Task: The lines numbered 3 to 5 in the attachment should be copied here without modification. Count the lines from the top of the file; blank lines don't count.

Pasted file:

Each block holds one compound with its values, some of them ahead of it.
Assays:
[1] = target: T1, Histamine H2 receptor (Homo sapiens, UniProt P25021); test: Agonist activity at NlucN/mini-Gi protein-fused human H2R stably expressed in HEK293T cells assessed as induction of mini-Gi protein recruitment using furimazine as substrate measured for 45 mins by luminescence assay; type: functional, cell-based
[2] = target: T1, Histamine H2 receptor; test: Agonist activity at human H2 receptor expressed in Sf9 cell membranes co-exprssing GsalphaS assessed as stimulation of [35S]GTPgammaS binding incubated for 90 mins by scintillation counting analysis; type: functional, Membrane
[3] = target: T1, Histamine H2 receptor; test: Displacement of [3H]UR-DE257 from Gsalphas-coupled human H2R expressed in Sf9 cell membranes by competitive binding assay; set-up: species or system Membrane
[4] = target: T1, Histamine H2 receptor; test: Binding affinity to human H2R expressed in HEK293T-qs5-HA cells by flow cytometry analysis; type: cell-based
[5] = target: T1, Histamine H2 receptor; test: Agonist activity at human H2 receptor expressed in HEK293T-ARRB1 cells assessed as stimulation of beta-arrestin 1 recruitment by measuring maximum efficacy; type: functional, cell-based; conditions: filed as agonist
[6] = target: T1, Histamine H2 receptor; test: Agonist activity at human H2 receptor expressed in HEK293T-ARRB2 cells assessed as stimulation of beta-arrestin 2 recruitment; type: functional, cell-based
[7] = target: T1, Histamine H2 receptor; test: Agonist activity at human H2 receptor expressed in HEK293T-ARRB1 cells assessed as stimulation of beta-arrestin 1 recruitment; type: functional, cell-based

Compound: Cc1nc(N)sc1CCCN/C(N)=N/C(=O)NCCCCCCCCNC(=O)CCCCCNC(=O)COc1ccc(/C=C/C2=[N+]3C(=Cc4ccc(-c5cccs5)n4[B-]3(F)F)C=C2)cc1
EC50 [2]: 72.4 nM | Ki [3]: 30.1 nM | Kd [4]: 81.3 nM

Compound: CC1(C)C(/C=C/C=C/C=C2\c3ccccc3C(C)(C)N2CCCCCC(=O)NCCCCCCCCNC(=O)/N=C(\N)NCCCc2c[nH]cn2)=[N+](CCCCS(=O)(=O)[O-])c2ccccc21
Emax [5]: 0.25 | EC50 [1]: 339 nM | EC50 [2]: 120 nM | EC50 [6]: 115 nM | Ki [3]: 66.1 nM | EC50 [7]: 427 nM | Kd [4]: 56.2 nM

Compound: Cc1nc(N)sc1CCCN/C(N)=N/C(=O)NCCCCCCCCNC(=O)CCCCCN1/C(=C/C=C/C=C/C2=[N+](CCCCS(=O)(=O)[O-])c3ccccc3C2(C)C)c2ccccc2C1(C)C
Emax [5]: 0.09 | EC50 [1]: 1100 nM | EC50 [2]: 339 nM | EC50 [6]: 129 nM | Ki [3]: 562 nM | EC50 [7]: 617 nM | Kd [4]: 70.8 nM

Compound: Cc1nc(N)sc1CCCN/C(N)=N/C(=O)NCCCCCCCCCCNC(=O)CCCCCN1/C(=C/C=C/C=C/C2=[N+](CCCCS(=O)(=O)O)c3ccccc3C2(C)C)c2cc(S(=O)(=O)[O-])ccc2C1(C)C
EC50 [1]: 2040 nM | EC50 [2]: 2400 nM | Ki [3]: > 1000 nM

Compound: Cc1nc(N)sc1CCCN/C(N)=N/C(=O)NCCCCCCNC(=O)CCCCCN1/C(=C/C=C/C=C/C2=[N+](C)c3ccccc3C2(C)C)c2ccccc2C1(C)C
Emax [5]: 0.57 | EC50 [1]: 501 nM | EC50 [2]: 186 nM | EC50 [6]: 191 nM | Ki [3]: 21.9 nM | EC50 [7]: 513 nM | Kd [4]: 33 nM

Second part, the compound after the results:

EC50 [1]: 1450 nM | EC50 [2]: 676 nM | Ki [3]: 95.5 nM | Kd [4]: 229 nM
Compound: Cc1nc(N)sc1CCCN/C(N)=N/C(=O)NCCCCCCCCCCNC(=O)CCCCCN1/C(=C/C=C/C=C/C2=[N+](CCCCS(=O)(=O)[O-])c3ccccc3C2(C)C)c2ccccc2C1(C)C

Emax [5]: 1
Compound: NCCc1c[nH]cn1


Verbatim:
[1] = target: T1, Histamine H2 receptor (Homo sapiens, UniProt P25021); test: Agonist activity at NlucN/mini-Gi protein-fused human H2R stably expressed in HEK293T cells assessed as induction of mini-Gi protein recruitment using furimazine as substrate measured for 45 mins by luminescence assay; type: functional, cell-based
[2] = target: T1, Histamine H2 receptor; test: Agonist activity at human H2 receptor expressed in Sf9 cell membranes co-exprssing GsalphaS assessed as stimulation of [35S]GTPgammaS binding incubated for 90 mins by scintillation counting analysis; type: functional, Membrane
[3] = target: T1, Histamine H2 receptor; test: Displacement of [3H]UR-DE257 from Gsalphas-coupled human H2R expressed in Sf9 cell membranes by competitive binding assay; set-up: species or system Membrane